Google has beaten its rival Amazon in launching its Google Home domestic voice assistant speaker in the Australian market, claiming it has been fully programmed to deal with the local accent.
While Amazon Echo speakers with the Amazon Alexa voice assistant is the market leader in the United States, the technology is not expected to be released in Australia until the company launches local operations later this year or next year.
Google, with the release of its $199 device on Thursday, is pinning its hopes on being the first mover in the Australian market – and has claimed the device will understand the local accent and idioms.
“Ask it for ‘brekkie’ ideas or where the nearest ‘servo’ is. You can also ask it what sound a Kookaburra makes, and it’ll cue the laughter we all know and love,” the company wrote on a blog post.
“And of course, we’ve hidden a few Aussie treats for you to discover along the way. Why not try asking your Assistant on Google Home ‘Are you going to Bonnie Doon?'”
The Home device allows the user to verbally request anything that is Google-searchable, such as translations, traffic status, maths questions, word definitions, recipes and weather. The speaker will also read out news items, play streaming music and tell you personal information out of the user’s Google calendar or Google Maps.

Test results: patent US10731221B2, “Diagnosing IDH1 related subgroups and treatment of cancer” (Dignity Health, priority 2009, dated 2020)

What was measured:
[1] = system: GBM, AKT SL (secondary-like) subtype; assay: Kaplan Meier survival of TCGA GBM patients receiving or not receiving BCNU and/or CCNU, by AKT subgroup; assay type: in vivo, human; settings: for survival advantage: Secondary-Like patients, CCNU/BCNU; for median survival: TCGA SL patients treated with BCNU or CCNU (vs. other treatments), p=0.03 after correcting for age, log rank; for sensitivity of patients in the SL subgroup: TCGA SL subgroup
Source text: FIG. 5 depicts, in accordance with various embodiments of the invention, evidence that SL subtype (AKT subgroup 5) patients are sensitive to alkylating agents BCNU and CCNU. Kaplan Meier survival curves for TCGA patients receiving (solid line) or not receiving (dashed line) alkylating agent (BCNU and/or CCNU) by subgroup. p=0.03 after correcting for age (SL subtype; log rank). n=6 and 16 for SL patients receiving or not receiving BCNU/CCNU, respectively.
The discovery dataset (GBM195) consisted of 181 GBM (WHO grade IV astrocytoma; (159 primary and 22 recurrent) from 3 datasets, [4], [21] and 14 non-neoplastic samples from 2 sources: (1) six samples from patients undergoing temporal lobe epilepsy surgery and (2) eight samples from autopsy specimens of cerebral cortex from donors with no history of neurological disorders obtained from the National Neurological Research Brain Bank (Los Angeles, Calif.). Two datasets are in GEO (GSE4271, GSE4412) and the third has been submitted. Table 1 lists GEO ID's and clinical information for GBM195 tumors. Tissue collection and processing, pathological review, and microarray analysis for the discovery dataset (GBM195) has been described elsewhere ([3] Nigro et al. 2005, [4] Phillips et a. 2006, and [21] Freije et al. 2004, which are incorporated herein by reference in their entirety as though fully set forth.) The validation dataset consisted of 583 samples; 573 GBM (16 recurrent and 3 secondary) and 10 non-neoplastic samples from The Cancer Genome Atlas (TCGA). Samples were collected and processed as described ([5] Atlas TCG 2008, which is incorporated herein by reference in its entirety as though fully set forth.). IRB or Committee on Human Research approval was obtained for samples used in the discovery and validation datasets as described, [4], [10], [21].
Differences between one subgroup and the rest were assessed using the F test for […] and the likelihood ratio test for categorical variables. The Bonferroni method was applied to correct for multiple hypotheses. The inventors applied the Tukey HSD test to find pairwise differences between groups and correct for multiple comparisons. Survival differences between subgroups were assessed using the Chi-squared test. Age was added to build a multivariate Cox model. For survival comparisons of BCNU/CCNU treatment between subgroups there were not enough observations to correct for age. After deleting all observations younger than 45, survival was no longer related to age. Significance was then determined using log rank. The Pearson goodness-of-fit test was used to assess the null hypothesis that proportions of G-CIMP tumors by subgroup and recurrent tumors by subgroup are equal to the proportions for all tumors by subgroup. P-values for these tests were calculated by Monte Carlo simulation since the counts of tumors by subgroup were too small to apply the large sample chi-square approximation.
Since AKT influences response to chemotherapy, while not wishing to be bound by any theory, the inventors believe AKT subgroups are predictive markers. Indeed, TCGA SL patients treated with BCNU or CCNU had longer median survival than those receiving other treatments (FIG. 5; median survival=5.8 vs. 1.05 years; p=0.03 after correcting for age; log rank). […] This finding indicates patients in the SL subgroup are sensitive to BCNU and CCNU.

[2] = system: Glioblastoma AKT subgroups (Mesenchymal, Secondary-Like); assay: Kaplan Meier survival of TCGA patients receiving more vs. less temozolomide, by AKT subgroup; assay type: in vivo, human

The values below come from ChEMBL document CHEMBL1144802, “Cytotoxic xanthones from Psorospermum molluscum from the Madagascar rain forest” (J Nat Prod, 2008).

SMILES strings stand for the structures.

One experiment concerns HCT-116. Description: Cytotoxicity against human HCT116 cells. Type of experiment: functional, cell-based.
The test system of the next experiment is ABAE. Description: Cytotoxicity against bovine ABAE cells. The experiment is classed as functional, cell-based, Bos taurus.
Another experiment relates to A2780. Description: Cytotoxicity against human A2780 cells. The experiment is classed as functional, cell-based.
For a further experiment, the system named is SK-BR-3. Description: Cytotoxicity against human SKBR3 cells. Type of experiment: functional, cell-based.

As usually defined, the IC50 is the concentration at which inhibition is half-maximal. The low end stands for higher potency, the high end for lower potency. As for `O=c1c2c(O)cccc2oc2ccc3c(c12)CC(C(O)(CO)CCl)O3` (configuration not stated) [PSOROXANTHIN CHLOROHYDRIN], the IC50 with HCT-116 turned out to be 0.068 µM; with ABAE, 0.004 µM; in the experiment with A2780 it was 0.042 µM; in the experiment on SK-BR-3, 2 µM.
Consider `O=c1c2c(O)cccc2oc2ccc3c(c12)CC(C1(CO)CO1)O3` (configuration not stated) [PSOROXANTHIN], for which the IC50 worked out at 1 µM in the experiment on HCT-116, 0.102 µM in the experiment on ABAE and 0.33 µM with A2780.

Once smart home accessories are installed, Google Home can also control things like lights and heating. It can also connect to the Chromecast entertainment streaming dongle, which is already prevalent in Australian homes. More features will be added in the future via software updates over the internet.
Business Insider will report back on how well the Google Home speaker works in real-life situations.
Google is also releasing its wi-fi router on Thursday, which uses sophisticated mesh technology to ensure even coverage throughout the whole building. That will retail for $199 for a single unit or $499 for a three pack to place around the house.